National authorities are often reluctant to arrange for a forensic medical examination or to grant important weight to forensic medical reports in asylum cases. They do not (fully) accept that a forensic medical report may change their initial assessment of the credibility of the applicant’s asylum account. They may argue that a physician cannot establish the context (date, location, perpetrator) in which the alleged ill-treatment has taken place or the cause of a specific scar or medical problem of the applicant. Moreover, they may contend that the physician concerned did not have the expertise to write a forensic medical report. This article examines how the European Court of Human Rights (ECtHR) and the Committee against Torture (CAT) have included forensic medical reports in their assessment of asylum cases and how they have dealt with the ‘context’, ‘causality’ and ‘expertise’ argument. It shows that these bodies do not accept that national authorities refrain from arranging a forensic medical examination or attach no or limited weight to a forensic medical report submitted by the applicant, just because the applicant has made inconsistent, incoherent or vague statements. They also do not accept general references to the ‘context’, ‘causality’ and ‘expertise’ argument. However, they have accepted these arguments in some individual cases, often without clear reasoning. The article concludes that the ECtHR and CAT could provide more guidance to national authorities concerning the role of forensic medical reports in asylum cases by explicitly weighing the seriousness of the credibility issues against the forensic medical report and by paying attention to the requirements for forensic medical reports laid down in the Istanbul Protocol.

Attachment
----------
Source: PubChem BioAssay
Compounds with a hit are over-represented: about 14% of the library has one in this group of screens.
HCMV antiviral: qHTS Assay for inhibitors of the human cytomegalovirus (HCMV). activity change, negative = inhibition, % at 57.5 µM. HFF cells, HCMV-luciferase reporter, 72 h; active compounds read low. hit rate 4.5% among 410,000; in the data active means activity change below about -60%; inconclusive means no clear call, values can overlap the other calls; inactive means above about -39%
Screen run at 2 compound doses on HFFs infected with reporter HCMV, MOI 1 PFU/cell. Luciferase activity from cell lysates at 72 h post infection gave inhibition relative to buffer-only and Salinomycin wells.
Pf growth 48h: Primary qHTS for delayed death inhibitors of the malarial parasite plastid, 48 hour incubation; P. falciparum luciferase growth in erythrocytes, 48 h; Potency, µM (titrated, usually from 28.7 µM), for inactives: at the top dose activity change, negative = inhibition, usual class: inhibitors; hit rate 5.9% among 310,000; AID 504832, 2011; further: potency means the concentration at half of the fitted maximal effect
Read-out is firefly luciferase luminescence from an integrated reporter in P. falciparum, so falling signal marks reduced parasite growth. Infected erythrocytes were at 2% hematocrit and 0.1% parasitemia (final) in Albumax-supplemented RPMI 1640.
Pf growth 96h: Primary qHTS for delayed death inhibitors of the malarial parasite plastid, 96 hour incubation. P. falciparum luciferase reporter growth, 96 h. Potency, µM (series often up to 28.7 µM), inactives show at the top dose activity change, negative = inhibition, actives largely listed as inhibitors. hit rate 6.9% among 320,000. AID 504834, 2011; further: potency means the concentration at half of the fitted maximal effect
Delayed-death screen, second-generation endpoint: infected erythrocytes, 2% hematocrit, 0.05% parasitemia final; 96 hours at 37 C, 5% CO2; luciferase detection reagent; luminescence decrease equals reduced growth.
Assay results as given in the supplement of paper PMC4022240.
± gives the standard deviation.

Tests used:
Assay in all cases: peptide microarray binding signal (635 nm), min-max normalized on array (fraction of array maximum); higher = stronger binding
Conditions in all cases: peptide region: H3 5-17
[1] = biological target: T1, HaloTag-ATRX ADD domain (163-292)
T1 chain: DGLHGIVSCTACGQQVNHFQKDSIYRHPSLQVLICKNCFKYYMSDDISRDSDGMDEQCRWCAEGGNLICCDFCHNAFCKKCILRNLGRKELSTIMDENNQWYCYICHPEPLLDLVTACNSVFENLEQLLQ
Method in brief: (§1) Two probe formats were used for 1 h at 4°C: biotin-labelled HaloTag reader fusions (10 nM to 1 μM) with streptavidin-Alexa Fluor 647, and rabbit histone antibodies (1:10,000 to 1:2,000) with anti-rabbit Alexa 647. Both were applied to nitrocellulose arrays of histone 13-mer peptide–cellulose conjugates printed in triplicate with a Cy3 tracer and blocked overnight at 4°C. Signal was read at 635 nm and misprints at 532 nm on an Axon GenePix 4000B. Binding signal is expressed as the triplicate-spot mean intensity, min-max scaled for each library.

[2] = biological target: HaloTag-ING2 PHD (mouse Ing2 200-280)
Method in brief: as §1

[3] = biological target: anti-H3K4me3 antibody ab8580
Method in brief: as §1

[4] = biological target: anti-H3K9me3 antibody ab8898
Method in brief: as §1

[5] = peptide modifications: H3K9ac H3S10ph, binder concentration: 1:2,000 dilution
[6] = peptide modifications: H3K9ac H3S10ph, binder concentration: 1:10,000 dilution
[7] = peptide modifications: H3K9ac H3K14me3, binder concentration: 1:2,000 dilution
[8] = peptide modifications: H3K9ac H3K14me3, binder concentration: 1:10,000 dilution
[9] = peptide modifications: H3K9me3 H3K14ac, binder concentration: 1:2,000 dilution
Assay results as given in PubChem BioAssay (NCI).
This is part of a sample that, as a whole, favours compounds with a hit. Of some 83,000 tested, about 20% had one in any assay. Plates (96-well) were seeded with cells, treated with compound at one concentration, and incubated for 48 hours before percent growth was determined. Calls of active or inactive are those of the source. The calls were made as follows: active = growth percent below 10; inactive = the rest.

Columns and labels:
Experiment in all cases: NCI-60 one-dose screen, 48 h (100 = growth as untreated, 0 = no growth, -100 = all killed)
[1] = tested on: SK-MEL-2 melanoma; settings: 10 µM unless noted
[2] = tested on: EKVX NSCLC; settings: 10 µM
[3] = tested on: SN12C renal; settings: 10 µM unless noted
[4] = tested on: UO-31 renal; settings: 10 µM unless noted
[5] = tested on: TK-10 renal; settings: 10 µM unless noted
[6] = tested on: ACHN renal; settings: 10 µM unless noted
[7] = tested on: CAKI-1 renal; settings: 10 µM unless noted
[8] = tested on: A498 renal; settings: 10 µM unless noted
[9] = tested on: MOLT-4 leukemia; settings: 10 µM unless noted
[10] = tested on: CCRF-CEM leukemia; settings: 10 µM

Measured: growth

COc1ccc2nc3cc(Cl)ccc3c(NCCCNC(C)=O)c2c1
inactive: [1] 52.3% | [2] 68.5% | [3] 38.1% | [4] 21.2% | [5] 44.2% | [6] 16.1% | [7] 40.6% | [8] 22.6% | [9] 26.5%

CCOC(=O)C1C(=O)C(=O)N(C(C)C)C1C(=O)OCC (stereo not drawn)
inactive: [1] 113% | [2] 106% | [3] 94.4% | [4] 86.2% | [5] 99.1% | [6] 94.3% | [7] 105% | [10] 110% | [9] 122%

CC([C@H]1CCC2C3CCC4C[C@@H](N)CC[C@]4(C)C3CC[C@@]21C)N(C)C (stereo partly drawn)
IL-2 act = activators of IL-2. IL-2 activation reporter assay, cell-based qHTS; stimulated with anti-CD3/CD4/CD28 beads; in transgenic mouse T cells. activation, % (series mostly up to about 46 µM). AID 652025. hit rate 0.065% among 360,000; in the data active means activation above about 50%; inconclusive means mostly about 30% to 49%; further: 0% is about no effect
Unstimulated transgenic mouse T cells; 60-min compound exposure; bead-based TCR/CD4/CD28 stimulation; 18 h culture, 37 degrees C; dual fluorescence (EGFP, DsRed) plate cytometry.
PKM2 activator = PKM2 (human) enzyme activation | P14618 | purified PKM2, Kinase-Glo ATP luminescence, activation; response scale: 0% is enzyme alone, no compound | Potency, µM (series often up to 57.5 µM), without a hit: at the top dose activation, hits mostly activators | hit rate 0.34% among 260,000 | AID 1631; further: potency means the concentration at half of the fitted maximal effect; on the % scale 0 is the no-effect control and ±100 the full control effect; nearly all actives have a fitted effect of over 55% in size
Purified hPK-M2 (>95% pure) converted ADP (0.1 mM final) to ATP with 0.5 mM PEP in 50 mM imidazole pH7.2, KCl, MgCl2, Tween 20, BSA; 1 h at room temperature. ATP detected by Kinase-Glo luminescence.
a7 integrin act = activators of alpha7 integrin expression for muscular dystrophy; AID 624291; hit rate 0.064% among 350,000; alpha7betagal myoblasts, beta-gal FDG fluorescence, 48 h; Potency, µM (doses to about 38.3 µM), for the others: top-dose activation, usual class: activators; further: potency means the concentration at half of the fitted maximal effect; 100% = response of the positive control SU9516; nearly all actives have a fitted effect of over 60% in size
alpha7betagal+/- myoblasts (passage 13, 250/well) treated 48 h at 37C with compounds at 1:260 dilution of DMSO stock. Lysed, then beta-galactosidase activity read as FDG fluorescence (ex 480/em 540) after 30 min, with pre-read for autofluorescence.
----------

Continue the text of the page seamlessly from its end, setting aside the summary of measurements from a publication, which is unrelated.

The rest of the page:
- Committee against Torture
- European Court of Human Rights
- forensic medical reports
- Istanbul Protocol